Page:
1Department of Meteorology, University of Reading, Reading, UK
2SEAS, University of Manchester, Manchester, UK
3Met Office, Cardington, UK
*now at: Department of Atmospheric Science, Colorado State University, USA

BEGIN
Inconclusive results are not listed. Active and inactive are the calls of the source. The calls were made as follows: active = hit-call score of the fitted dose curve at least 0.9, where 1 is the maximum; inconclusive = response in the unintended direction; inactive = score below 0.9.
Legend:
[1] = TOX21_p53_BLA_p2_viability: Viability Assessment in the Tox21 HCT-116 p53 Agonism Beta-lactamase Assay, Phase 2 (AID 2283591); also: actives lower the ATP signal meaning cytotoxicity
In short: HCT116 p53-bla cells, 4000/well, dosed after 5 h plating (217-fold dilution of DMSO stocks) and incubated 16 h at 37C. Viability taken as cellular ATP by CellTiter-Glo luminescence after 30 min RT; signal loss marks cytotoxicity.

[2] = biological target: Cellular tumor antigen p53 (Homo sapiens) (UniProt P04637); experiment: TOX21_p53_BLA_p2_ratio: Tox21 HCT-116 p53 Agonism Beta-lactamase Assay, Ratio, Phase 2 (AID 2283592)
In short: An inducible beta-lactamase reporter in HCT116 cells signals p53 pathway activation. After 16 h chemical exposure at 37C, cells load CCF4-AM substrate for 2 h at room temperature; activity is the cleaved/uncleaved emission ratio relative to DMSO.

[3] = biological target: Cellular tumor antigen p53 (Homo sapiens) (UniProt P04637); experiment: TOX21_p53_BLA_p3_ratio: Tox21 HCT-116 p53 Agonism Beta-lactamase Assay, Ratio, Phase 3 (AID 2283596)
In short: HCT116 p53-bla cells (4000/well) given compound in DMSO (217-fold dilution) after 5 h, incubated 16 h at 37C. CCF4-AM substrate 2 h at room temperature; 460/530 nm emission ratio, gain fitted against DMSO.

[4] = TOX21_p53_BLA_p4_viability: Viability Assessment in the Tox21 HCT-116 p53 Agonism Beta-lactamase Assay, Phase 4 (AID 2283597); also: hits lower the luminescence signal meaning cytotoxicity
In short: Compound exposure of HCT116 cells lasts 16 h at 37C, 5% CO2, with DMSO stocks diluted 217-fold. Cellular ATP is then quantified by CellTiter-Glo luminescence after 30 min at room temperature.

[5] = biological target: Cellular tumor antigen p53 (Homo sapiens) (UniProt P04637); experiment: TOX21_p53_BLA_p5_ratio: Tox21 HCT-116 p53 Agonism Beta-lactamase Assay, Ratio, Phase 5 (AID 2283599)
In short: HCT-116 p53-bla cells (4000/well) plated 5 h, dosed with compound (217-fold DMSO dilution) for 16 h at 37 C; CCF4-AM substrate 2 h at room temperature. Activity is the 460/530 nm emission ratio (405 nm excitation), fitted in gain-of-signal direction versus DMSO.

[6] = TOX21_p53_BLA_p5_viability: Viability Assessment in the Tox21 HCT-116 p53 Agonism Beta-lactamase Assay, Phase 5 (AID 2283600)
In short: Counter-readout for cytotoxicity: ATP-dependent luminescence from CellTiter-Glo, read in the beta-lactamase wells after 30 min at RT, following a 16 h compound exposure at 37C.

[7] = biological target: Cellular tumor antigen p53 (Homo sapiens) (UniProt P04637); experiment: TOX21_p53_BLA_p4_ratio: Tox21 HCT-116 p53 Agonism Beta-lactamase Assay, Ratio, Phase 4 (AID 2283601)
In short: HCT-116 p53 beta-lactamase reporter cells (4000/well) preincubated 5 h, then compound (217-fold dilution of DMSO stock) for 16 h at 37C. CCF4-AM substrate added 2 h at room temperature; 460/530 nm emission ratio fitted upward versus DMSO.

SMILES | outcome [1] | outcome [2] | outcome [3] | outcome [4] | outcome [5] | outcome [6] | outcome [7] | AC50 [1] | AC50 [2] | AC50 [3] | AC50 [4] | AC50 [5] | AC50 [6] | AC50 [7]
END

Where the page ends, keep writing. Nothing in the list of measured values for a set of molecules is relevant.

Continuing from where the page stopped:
Abstract. Scattering and absorption by aerosol in anthropogenically perturbed air masses over Europe has been measured using instrumentation flown on the UK's BAe-146-301 large Atmospheric Research Aircraft (ARA) operated by the Facility for Airborne Atmospheric Measurements (FAAM) on 14 flights during the EUCAARI-LONGREX campaign in May 2008. The geographical and temporal variations of the derived shortwave optical properties of aerosol are presented. Values of single scattering albedo of dry aerosol at 550 nm varied considerably over the data set from 0.86 to near unity. Dry aerosol optical depths ranged from 0.03 to 0.24. An optical properties closure study comparing calculations from composition data and Mie scattering code with the measured properties is presented. Very good agreement (to within 30 %) can be achieved for scattering, but the modelling of absorption is shown to be sensitive to the refractive indices chosen for organic aerosols, and to a lesser extent black carbon. Agreement with the measured absorption can only be achieved if organic carbon is assumed to be only weakly absorbing. Hygroscopic growth curves derived from the wet nephelometer indicate moderate water uptake by the aerosol with a campaign mean f(RH) value (change in scattering) of 1.3 at 80 % relative humidity. This value is consistent with the major chemical components of the aerosol measured by the aerosol mass spectrometer (AMS), which are primarily mixed organics and nitrate and some sulphate. As expected the effect of humidity is to raise the single scattering albedo, and to increase the aerosol optical depth. This study represents an important new body of data regarding European aerosol amounts, composition and optical properties and additionally demonstrates the importance of airborne measurements of black carbon mass and aerosol hygroscopicity.